- One Light Portrait Photography: A Beginner's Guide to Simple Studio Portraits with Minimal Equipment
- Lighting for Digital Photography: From Snapshots to Great Shots (Using Flash and Natural Light for Portrait, Still Life, Action, and Product Photography)
- Light It, Shoot It, Retouch It: Learn Step by Step How to Go from Empty Studio to Finished Image
When I first started taking portraits of my friends with a beginner camera and a 50mm lens, everything seemed really complicated. I would get the nice bokeh that separated the subject from the background, but most of the photos still looked flat and boring, even though I’m lucky to have photogenic friends.
Of course what I didn’t know at the time was that it takes a lot more than a camera and a good looking model to capture a good portrait that will leave an impression on people.
The opposite of a flat, dull picture is one that has depth and in order to add depth to your photos you need to learn a few things about light.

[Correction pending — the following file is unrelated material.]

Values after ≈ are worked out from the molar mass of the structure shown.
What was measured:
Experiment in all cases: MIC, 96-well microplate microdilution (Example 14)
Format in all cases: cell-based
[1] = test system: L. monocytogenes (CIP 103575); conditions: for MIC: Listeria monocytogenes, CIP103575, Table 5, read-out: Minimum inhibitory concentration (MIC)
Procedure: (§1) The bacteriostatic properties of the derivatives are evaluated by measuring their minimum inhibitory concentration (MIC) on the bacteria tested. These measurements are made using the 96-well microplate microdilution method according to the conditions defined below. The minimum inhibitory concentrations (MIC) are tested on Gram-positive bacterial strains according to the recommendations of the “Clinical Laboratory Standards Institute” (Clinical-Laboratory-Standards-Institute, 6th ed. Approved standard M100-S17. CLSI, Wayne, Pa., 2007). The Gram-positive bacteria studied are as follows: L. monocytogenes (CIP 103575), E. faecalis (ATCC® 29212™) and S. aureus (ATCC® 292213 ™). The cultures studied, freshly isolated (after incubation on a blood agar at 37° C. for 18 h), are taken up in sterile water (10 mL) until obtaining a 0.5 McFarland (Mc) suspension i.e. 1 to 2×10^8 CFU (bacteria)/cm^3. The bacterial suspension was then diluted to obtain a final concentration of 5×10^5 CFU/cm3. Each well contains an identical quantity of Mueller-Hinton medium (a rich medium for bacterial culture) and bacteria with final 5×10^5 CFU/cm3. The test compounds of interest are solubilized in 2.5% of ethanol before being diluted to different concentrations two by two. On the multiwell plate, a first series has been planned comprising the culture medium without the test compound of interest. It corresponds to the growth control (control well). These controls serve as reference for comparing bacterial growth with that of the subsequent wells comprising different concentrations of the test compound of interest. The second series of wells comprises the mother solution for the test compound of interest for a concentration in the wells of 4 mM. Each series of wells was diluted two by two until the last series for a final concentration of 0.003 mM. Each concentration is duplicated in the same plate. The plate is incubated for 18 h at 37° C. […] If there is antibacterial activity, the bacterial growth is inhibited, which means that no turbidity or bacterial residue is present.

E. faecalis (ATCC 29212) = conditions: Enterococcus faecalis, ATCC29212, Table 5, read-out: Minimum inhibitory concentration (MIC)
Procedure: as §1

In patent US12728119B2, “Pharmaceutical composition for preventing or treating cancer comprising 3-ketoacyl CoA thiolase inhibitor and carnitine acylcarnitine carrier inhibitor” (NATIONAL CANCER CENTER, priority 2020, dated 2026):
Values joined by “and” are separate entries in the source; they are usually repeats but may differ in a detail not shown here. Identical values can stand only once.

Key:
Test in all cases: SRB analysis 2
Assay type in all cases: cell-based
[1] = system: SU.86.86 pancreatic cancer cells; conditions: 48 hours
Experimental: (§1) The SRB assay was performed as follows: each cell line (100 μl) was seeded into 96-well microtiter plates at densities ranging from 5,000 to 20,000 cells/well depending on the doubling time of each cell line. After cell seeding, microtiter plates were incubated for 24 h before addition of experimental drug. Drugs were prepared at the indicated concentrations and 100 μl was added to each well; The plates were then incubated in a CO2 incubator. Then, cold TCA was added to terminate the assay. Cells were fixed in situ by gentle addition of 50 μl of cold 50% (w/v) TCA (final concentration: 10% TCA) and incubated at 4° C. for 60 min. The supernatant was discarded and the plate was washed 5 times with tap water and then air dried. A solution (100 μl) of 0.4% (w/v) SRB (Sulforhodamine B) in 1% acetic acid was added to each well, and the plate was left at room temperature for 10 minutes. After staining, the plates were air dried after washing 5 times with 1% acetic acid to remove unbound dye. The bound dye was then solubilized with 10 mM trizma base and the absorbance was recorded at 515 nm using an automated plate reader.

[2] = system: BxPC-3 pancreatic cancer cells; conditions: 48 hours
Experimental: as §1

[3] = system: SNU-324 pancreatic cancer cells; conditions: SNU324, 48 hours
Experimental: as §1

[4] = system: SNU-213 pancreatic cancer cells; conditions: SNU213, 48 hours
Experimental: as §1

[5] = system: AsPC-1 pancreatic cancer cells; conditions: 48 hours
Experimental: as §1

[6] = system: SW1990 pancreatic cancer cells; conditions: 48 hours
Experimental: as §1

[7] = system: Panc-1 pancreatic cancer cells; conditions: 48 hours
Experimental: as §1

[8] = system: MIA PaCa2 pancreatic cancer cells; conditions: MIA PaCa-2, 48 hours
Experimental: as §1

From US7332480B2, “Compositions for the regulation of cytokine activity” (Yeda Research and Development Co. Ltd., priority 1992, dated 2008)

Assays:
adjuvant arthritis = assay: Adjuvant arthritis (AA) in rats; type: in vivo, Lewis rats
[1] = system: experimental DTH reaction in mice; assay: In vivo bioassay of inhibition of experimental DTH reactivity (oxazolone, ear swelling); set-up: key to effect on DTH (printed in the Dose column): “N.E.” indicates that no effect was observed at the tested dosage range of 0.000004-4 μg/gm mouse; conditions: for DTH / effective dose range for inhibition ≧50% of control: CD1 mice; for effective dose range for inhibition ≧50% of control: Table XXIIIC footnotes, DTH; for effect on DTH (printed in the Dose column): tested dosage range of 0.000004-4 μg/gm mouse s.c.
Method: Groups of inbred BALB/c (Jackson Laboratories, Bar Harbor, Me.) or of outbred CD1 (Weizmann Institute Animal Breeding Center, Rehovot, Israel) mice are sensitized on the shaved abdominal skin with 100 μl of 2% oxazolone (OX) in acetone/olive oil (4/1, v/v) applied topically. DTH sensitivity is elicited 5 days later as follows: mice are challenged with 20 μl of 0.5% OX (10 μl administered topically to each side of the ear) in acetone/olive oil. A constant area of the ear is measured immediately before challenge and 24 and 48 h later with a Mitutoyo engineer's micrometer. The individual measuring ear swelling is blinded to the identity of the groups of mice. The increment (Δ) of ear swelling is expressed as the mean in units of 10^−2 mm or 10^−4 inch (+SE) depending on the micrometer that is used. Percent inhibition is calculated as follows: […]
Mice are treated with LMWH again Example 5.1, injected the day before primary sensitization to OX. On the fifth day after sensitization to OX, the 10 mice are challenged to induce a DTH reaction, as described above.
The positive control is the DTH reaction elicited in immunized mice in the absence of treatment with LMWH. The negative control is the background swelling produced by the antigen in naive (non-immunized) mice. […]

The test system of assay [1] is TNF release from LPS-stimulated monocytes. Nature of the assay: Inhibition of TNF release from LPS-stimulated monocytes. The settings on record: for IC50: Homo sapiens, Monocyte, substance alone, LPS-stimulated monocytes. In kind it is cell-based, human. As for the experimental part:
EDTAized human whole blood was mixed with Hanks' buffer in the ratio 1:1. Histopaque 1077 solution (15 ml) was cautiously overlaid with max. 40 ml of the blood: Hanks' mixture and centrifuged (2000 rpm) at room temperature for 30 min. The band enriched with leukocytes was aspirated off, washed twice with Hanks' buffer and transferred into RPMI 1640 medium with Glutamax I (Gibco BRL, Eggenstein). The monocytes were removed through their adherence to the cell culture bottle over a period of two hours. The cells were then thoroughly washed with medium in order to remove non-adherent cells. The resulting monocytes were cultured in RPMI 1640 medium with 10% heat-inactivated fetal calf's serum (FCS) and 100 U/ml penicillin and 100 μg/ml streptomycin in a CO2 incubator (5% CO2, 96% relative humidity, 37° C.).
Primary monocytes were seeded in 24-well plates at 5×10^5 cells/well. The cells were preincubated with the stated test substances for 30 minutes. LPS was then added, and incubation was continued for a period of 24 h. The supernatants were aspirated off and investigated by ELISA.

Ambient light is one of my favorite types of light, but most of the times it is fairly flat and uninteresting. So to get passed that limitation, I took to the studio and started photographing my friends with controlled light. Naturally the first few setups were horrible and I would get some really bad looking shadows that made me miss ambient light. But gradually I started learning how to combine studio lights, starting with just one flash. Today I get asked a lot about how to create depth in a portrait using just one light source. The key to that is very simple and it’s a heritage from Da Vinci himself: put your light source at 45 degrees from the model and you will see the results starting to show.
After you learn to use the basic one light setup, move on to two, three or as many as you can handle. Creating depth and shape in portrait photography is all about understanding basic physics and practicing a lot.
Here is a very useful video from a webinar by PhotoVideoEDU Program.